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Should taxpayers fund sports venues? Peter O'Malley's take

April 07, 2012|By Patt Morrison
  • Former president and chief executive of the Los Angeles Dodgers Peter O'Malley.
Former president and chief executive of the Los Angeles Dodgers Peter O'Malley. (Los Angeles Times )

You can keep your fantasy baseball. I've seen a baseball fan's fantasy -- Peter O'Malley's office.

The man whose family owned the Dodgers, of Brooklyn and of L.A., for nearly a half-century has, on one wall of his office, the bats from every championship Dodger team, bearing the names of every player on that team -- Koufax to Campanella.

He has a framed 1947 letter to his father, Walter O’Malley, from Babe Ruth. The return address -- just "Babe Ruth, New York."

He has a model of Dodger Stadium, built before the real one by some studio craftsmen, a gift from director-producer Mervyn Leroy.

I with its singular memorabilia, and with O’Malley, whose family sold the Dodgers in 1998 but was part of a group trying to buy the team back.

That group couldn’t best the record $2.15-billion winning offer, but the "true-Dodger-blue" O’Malley had a lot to say in my column about the team he virtually grew up with.

I also asked him about baseball’s freeway rivals down the road, the Los Angeles Angels of Anaheim, and their owner, Arte Moreno.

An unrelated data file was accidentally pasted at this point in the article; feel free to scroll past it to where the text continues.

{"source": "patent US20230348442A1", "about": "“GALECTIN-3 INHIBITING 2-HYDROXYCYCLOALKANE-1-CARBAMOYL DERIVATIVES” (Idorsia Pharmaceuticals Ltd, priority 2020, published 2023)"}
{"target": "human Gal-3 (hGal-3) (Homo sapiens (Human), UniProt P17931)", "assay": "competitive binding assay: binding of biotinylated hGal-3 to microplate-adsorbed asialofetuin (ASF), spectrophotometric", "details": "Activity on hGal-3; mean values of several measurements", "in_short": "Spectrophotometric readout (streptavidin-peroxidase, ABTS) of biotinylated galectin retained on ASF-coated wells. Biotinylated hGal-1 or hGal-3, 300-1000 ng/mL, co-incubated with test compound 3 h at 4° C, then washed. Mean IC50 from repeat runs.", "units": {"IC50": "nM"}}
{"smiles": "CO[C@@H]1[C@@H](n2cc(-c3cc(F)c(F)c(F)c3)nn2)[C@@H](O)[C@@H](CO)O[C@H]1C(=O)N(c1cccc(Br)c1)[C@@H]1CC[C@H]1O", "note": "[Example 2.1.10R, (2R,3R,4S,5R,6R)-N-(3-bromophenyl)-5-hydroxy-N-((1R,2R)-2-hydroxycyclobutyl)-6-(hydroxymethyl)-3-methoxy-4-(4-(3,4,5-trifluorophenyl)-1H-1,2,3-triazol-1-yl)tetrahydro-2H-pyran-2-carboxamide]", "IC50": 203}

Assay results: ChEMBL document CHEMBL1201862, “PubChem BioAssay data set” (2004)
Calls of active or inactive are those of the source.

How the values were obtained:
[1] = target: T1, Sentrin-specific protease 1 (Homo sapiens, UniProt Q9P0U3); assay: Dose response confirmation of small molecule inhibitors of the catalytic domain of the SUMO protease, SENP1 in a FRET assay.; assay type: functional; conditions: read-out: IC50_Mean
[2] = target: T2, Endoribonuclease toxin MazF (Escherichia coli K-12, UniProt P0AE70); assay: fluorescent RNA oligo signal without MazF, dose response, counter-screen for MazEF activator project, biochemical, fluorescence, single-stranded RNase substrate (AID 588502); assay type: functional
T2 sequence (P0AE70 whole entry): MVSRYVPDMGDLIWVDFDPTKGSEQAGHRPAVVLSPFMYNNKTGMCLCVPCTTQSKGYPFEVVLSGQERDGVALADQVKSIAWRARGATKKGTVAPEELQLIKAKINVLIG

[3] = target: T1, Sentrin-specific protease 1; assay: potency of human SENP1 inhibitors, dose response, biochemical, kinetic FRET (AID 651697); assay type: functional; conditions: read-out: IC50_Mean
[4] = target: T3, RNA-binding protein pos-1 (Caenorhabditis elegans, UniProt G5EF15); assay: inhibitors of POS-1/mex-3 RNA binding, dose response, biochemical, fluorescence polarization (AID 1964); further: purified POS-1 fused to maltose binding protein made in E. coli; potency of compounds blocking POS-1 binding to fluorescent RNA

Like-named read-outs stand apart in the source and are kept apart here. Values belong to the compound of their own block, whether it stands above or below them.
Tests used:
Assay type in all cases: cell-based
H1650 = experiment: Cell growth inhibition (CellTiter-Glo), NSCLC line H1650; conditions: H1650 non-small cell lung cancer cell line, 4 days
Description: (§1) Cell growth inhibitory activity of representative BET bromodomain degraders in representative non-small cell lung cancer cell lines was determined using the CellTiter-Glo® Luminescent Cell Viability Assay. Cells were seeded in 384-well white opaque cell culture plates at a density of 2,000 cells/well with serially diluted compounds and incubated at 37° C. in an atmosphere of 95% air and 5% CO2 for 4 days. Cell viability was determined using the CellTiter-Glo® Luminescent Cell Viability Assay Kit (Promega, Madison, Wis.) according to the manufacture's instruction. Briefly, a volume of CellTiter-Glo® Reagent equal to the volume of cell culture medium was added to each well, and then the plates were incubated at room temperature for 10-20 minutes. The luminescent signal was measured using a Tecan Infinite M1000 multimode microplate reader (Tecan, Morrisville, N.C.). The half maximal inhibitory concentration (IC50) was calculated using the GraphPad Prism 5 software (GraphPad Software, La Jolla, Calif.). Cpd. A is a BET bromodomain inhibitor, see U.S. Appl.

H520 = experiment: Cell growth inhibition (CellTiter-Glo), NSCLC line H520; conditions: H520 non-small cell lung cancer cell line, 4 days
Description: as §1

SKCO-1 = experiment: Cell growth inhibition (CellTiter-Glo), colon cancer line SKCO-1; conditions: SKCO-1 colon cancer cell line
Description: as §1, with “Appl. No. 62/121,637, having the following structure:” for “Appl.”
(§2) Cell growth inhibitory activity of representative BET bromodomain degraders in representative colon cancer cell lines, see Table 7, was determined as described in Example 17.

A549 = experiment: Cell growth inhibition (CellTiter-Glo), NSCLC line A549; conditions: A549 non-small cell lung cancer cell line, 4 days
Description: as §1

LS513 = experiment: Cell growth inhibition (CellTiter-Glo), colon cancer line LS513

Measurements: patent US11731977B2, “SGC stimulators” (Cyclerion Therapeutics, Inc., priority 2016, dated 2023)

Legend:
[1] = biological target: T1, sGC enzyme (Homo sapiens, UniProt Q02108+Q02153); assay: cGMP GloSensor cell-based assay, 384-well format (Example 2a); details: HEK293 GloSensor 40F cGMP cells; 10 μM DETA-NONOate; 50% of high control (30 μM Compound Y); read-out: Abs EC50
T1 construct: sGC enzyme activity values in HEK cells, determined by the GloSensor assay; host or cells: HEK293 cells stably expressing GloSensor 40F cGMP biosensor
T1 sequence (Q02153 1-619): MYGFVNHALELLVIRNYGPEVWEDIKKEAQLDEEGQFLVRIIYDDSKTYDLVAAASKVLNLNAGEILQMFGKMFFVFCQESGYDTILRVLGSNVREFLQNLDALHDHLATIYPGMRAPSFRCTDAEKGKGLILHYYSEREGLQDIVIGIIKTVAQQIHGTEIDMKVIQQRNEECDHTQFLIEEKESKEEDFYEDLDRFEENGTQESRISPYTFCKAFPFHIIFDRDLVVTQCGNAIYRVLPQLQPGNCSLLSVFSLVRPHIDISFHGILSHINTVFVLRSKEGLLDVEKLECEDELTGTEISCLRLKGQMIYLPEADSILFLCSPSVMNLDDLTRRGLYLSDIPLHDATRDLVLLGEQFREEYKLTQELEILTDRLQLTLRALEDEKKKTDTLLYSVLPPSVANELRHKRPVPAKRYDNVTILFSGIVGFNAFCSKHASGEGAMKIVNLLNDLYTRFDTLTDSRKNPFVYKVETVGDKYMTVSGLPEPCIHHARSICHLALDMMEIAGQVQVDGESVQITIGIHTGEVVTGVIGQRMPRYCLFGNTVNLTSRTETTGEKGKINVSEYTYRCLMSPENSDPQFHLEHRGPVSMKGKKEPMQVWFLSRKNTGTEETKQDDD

"Arte Moreno is a first-class owner. I wanted to talk to him during the [Dodgers sale] process, but the confidentiality agreement precluded that. I have extraordinary respect for Mike Scioscia. I’m a Dodgers fan, but I want the Angels to do well, also."

Nearly 20 years ago, in Los Angeles, Councilman Joel Wachs campaigned vehemently against public funding of sports venues -- a subject that’s arisen again, especially when it comes to a possible pro football stadium. So I put that same question to O’Malley: Should the public put any money into sports venues?

"Maybe some, but I think the overwhelming majority should be financed by the owner. There are benefits to the city of having an NFL team in Los Angeles, and because there are, even to those who are not football fans, you can make a good case for some taxpayer money. Super Bowls -- it’s not just a one-day event any more, it’s a major event for tourists, hotels, restaurants, shops. So yes, I could defend some, but at a minimum, of taxpayer dollars, but most should be privately financed."

As for Dodger Blue, it’s got its own private green now.


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